So ironic, considering the bright hues were meant to warn people that the bottles contained noxious liquids.

But as collector Dwight (below) explained to me, often the bright colours attracted children to the bottles. Oops.

According to Dwight, before the 1860s bottles with toxic cleaning fluids and such in them looked like all the other bottles. After the 1860s laws dictated that bottles containing poison be not only coloured, but also textured, so people rummaging around for their medicines in the cabinet, perhaps in the dark or in a dimly-lit Victorian room, wouldn't swallow the bad stuff thinking it was their medicine.

Speaking of textured bottles, I was crushing on this old Crush bottle from the 195os (?).

I'm too young to know this but that little dude on the top of the bottle was known as "Mr Crushie" or "Crushie."

Poor Mr. Crushie. He didn't make the grade, did he?

While we're on the topic of pop logos, pop bottle collector Bill explained to me that 7Up used to have a "Bubble Up" girl on the label of the bottle - apparently she was there in 1949 but not in 1950. Seems at odds with our contemporary philosophy regarding sex and marketing, but back then, it seems, pop was all about being wholesome and healthful, not sexy.

Don't believe me?

Check out this 1937 Pepsi-Cola bottle.

Yup, Pepsi was marketed as "A Sparkling Bracing Beverage" ... "Refreshing" and "Healthful."

But I don't think it was just spin - soda was indeed considered healthful back in the day (see below for more on link between soda and druggists).

I guess I'm tainted by my own sexed-up modern sensibility, 'cos when saw the "Penetrating Oil" bottle below I wasn't thinking it was made for industrial use ....

Bad Grunge Queen.

I liked this collector's stuff as he kept the original liquids in the bottles and they were more valuable to him that way - though perhaps not as valuable in the rest of the collecting world.

It just adds another layer of history to actually see and smell what's in the bottle - no drinking or ingesting though!

This collector, Jamie, also has a thing for brightly coloured labels with interesting names and neat graphics on them.

Some of the products at another table, and the slogans on them, were a hoot.

Take this sample of Turpo "Turpentine Ointment," made from, you guessed it, turpentine!

Kondon's "Nasal Jelly" sounded pretty freaky/disturbing too, and I had to wonder what Lykes' "Comfort Powder" was meant to minister to? Yikes.

While we're on the topic of mysteries, any idea what this glass chain is??

I wasn't sure, but I just think the idea of a glass chain is such a neat paradox - fragility vs. strength.

Apparently these chains were made by glass makers for their friends and family, according to collector Jamie. They were never available on the market and were used as decorative hanging pieces in windows.

Needless to say the jewellery junkie in me thought it would make a neat necklace!

You'd have to be really careful wearing it, though. No jostling, please.

It was $175 so I had to leave it these, alas.

This photo of moi is courtesy Rob Campbell of Dumpdiggers.

The "Then & Now" display was totally cool - all those brands that you know, love and still use have been around for years and years and were once made in glass bottles ... Pond's face cream, Palmolive soap, HP Sauce, and more.


That was the uber neat thing about chatting with the collectors and looking at their bottles: so many of the bottles were tied to Toronto and Toronto-area companies. Hearing the stories behind the bottles uncovered pieces of Toronto's business history for me and made me hunger for more info.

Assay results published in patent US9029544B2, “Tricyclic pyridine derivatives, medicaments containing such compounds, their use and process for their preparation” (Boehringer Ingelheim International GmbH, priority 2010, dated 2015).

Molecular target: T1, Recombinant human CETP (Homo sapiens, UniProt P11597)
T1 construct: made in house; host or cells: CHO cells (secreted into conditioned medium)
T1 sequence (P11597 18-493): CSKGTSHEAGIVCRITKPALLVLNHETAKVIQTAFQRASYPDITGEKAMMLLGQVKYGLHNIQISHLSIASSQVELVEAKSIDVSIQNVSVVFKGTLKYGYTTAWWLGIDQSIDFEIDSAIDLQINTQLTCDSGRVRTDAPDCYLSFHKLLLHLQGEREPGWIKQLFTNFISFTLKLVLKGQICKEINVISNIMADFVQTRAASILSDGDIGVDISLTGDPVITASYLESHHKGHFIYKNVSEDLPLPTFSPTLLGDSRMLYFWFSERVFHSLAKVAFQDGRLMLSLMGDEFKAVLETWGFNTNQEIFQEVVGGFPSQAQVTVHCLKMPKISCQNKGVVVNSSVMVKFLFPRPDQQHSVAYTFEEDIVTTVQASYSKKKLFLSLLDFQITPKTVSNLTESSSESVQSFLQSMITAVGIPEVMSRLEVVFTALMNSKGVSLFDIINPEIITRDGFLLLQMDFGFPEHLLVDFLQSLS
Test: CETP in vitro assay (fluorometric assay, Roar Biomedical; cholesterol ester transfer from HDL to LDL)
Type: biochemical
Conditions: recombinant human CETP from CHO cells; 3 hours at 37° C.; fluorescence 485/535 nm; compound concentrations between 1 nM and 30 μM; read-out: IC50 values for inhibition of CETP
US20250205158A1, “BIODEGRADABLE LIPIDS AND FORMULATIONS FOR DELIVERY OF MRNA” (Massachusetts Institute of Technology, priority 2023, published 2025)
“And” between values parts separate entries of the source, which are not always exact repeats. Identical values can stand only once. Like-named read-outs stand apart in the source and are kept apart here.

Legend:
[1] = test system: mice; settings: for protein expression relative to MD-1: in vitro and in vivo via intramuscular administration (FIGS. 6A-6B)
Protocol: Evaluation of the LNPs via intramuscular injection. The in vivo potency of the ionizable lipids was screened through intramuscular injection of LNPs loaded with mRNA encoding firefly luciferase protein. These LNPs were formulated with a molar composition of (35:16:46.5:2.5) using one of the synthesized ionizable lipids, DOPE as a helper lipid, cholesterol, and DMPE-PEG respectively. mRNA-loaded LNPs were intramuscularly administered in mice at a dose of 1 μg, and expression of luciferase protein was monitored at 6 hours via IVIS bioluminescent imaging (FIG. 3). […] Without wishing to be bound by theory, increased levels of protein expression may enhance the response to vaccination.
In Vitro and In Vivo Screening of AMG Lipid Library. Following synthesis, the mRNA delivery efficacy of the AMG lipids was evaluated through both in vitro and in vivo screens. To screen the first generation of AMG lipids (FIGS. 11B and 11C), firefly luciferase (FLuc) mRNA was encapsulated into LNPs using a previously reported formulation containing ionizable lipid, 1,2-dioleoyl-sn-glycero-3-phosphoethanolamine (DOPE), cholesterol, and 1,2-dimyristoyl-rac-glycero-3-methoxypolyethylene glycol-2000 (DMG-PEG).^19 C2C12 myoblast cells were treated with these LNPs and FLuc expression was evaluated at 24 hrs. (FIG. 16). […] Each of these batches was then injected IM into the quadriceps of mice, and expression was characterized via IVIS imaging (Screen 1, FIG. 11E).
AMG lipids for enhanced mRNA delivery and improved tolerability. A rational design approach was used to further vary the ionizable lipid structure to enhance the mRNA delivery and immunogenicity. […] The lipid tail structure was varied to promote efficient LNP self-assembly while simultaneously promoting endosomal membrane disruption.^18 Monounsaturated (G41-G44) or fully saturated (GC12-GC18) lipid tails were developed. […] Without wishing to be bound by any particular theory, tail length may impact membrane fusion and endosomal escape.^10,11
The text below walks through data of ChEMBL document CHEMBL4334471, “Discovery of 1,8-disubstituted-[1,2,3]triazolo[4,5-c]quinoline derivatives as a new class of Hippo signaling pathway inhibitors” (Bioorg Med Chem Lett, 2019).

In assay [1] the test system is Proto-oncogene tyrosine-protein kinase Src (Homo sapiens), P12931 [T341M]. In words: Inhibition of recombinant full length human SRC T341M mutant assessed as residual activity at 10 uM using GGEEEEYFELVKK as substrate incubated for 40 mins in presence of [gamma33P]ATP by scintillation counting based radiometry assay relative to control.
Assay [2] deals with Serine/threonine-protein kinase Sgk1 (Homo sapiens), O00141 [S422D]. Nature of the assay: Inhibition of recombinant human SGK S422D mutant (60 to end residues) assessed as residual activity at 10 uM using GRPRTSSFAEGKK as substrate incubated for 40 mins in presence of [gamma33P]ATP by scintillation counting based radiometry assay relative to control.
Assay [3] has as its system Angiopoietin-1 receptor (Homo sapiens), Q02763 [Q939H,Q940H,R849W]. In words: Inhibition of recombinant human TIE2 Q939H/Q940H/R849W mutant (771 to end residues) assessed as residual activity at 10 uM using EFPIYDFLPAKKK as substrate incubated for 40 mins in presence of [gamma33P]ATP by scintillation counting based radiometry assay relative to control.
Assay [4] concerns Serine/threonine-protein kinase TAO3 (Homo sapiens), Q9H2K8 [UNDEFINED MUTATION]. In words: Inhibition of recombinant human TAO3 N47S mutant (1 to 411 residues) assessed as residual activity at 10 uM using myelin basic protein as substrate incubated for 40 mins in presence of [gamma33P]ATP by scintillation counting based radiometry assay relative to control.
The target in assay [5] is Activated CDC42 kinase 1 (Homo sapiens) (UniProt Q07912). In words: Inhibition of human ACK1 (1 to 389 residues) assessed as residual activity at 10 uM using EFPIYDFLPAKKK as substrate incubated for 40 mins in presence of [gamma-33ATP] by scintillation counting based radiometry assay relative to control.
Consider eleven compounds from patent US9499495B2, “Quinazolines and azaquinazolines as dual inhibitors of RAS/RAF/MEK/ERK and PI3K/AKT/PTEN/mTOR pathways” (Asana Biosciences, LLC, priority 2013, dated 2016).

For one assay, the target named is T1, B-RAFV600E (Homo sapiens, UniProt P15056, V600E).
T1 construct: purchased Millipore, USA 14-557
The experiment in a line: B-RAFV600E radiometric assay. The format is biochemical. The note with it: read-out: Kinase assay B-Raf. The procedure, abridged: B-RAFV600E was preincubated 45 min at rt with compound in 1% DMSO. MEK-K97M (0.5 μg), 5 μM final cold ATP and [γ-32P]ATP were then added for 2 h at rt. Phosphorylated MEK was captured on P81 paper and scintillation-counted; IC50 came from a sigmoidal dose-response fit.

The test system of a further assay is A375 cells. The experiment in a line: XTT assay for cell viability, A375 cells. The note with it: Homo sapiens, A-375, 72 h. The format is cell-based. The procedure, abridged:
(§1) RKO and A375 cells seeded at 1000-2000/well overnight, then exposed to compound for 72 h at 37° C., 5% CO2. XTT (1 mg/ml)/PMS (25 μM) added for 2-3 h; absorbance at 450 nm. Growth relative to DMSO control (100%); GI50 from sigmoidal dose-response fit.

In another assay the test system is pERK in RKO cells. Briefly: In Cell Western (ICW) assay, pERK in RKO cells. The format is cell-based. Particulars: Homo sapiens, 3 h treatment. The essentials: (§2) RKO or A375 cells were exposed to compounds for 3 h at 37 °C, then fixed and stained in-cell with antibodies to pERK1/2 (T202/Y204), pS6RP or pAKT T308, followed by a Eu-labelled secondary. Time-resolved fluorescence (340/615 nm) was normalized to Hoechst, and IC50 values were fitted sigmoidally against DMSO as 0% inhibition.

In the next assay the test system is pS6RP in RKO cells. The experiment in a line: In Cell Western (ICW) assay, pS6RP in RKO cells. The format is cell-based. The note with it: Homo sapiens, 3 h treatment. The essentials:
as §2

I just had to show you this pic of Bill looking at a 1920s bottle of grape pop with the juice still in it - I loved it as all of his bottles still had the original pop inside.

He's looking for the date that's etched in the bottle. I really dug this bottle on sight for a few reasons: the funky bulbous top that is so uncharacteristic of the other pop bottles; the fact that it held purple (mon fave colour) liquid; the fact that Bill was such a good sport posing with it.

You may not know it but many of the druggists of the day also were, or eventually became, soda pop makers because soda pop was initially mixed and made at drug stores at the soda fountain - I'm a fountain of information aren't I?

Corny, I know.

This is my big purchase for the day, a teeny doll bottle with "A Reliable Doll" etched on it - for a buck.

I'm nothing if not a reliable doll.

A quick internet search reveals that the Reliable Doll Company was a Toronto-based company that existed from the 1920s-90s. This was obviously a bottle for a doll that dates way back.

I wonder if I should have given this to Mr. Dumpdigger, in memory of our day together? No, I like it too much ... and I'd like to think he needs no reminder of the Grunge Queen ....

But he did buy me a blue ribbed poison bottle with "Sulpholine" inscribed on it. Not sure what sulpholne was used for... hopefully I didn't make him think he wanted to poison me!!

All in all, fellow grungers, it was an intriguing day.

I learned a lot, met a new grunging pal, and I kept myself open to new possibilities and experiences I may not have otherwise tried or done - you only live once, right? I suppose I have Rob to thank for that.

Now I will always look at old bottles in a whole new way.

I'll be posting all my pics on Flickr soon so check 'em out.

You can read about the 2010 Toronto Bottle Show on Dumpdiggers too.

Jewellery Show & Sale post coming soon!!

Friday, April 23, 2010

Costume jewellery a la Value Village

Vintage Costume Jewellery Sale tomorrow! If you're in the big smoke check out Leaside Memorial Community Gardens from 10 a.m. to 4 p.m. Free admission and parking and vintage costume bling from over 20 dealers - bring cash!

We've generated some great awareness about the sale out there in the blog-o-sphere and Twitter land, including a shout out from Toronto style blogger extrordinaire Geekigirl and a shout out the other day by Toronto Life.com's The Weekender, yay!!